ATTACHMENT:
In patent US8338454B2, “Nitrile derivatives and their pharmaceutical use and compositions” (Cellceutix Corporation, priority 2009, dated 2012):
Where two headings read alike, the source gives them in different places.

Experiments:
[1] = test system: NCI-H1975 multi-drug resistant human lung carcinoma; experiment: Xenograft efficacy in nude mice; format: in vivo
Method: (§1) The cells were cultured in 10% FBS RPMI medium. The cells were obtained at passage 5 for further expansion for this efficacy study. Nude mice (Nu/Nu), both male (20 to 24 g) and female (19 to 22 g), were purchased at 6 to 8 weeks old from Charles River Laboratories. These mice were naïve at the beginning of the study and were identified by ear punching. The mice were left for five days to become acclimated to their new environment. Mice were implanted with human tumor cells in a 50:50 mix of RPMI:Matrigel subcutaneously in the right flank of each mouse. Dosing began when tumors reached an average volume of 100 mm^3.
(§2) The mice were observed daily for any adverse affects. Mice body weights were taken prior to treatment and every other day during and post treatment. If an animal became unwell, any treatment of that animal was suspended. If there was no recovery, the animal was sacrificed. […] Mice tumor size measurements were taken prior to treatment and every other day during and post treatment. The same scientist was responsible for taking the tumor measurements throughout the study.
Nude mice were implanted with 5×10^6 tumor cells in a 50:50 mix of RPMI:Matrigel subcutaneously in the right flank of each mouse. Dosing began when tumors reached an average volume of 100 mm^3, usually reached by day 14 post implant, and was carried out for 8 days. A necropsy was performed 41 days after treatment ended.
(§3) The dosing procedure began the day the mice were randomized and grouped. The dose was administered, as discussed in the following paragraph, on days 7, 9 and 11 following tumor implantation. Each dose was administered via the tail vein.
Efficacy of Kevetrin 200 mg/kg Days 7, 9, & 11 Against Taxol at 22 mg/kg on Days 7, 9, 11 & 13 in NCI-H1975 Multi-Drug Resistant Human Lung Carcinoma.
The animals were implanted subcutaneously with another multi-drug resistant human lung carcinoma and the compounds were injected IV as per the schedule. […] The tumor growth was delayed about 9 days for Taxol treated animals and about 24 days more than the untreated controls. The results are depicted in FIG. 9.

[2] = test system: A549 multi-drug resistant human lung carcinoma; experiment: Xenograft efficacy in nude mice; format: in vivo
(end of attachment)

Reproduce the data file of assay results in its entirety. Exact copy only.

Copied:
In patent US8338454B2, “Nitrile derivatives and their pharmaceutical use and compositions” (Cellceutix Corporation, priority 2009, dated 2012):
Where two headings read alike, the source gives them in different places.

Experiments:
[1] = test system: NCI-H1975 multi-drug resistant human lung carcinoma; experiment: Xenograft efficacy in nude mice; format: in vivo
Method: (§1) The cells were cultured in 10% FBS RPMI medium. The cells were obtained at passage 5 for further expansion for this efficacy study. Nude mice (Nu/Nu), both male (20 to 24 g) and female (19 to 22 g), were purchased at 6 to 8 weeks old from Charles River Laboratories. These mice were naïve at the beginning of the study and were identified by ear punching. The mice were left for five days to become acclimated to their new environment. Mice were implanted with human tumor cells in a 50:50 mix of RPMI:Matrigel subcutaneously in the right flank of each mouse. Dosing began when tumors reached an average volume of 100 mm^3.
(§2) The mice were observed daily for any adverse affects. Mice body weights were taken prior to treatment and every other day during and post treatment. If an animal became unwell, any treatment of that animal was suspended. If there was no recovery, the animal was sacrificed. […] Mice tumor size measurements were taken prior to treatment and every other day during and post treatment. The same scientist was responsible for taking the tumor measurements throughout the study.
Nude mice were implanted with 5×10^6 tumor cells in a 50:50 mix of RPMI:Matrigel subcutaneously in the right flank of each mouse. Dosing began when tumors reached an average volume of 100 mm^3, usually reached by day 14 post implant, and was carried out for 8 days. A necropsy was performed 41 days after treatment ended.
(§3) The dosing procedure began the day the mice were randomized and grouped. The dose was administered, as discussed in the following paragraph, on days 7, 9 and 11 following tumor implantation. Each dose was administered via the tail vein.
Efficacy of Kevetrin 200 mg/kg Days 7, 9, & 11 Against Taxol at 22 mg/kg on Days 7, 9, 11 & 13 in NCI-H1975 Multi-Drug Resistant Human Lung Carcinoma.
The animals were implanted subcutaneously with another multi-drug resistant human lung carcinoma and the compounds were injected IV as per the schedule. […] The tumor growth was delayed about 9 days for Taxol treated animals and about 24 days more than the untreated controls. The results are depicted in FIG. 9.

[2] = test system: A549 multi-drug resistant human lung carcinoma; experiment: Xenograft efficacy in nude mice; format: in vivo